Disneyland Resort in Anaheim, Calif., has spread a bit of its magic to its workers by agreeing to increase minimum wage to $15 perwage dispute hour by January 2019. At the time of the announcement, minimum wage for park workers was $11 an hour, which will be bumped to $13.25 for the remainder of the year. To ensure the wages keep up with the times, minimum wage will increase again by mid 2020 to $15.45 per hour, and will continue to increase for workers near minimum income by 3 percent every year, according to a CBS MoneyWatch report.

The change comes after months of negotiations with nine labor unions advocating for higher pay for employees at Disneyland and California Adventure Park. Data on park employees from a study funded by park unions showed roughly one in 10 Disneyland workers had experienced homelessness recently. The study also showed 73 percent of respondents did not earn enough for basic expenses, including food, gas, or rent. The problem of low wages is compounded by long commutes and sporadic work hours that make it difficult to supplement income in any significant way. With roughly 30,000 employees, these numbers are significant.

Park representatives said this will be one of the highest entry minimum wages in the country, beating the scheduled gradual increase of minimum wage in Los Angeles and the state of California. Minimum wage in L.A. is currently $13.25 per hour for businesses with more than 25 employees and is scheduled to hit $15 per hour in 2020. California is scheduled to reach $15 in 2022. Continue reading

Minimum wages recently went up in a number of cities across California, including Los Angeles as part of a minimum wageplanned implementation of gradual increases. In 2015, city council established a new citywide minimum wage and put L.A. on a schedule to reach $15 per hour by 2020. This would be applicable for businesses with 26 or more employees, with smaller companies given an extra year to reach $15. The minimum wage is set to go up on July 1 each year, with this year hitting $13.25, or $12 for businesses with 25 or fewer employees. In 2022, the minimum will continue to adjust based on cost of living as determined by Consumer Price Index.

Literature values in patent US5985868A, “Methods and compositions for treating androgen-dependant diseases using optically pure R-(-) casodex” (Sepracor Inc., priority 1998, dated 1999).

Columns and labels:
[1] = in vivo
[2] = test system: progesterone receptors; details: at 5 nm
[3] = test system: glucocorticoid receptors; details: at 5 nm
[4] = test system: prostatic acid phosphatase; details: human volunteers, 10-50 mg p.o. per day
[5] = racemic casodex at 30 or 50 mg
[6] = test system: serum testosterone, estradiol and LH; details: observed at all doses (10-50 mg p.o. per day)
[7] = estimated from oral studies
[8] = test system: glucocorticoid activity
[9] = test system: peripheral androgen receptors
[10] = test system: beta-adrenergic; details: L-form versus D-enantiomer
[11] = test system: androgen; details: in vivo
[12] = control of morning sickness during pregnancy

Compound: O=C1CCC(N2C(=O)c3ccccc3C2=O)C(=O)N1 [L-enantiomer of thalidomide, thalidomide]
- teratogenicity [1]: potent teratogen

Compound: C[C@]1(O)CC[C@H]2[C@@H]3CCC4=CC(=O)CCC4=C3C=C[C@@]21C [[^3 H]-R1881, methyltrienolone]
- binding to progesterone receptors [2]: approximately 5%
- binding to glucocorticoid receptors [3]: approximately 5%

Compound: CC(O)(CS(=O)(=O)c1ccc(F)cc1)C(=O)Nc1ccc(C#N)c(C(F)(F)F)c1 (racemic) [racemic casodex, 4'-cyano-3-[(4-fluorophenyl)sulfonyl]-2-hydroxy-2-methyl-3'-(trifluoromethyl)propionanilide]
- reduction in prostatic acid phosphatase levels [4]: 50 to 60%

Many other cities also raised their hourly minimum wages at the beginning of July, according to UC Berkeley, who has built an inventory of minimum wage ordinances across the U.S. California changes as of July 1 include: Belmont, $12.50; Emeryville, $15.69 (56 or more employees), $15 (less than 56 employees); Malibu, $13.25 (26 or more employees), $12 (less than 26 employees); Milpitas, $13.50; Pasadena, $13.25 (26 or more employees), $12 (less than 26 employees); San Francisco, $15; San Leandro, $13; and Santa Monica, $13.25 (26 or more employees), $12 (less than 26 employees). Continue reading

In-N-Out Burger Inc. employees should be allowed to wear buttons in support of higher minimum wage, employee rightsaccording to a recent ruling from a federal appeals court. A panel with the 5th Circuit Court of Appeals recently unanimously upheld a decision by National Labor Relations Board in a case regarding employees at In-N-Out Burger wearing Fight for $15 buttons. The company tried to ban the buttons arguing they interfered with the company’s image, which includes a very specific uniform and a dress code that prohibits wearing pins or stickers. The company also claimed the buttons could pose food safety concerns, but NLRB and the panel said that was not enough reason to restrict workers’ rights and that doing so was in violation of federal law, according to a report from Reuters.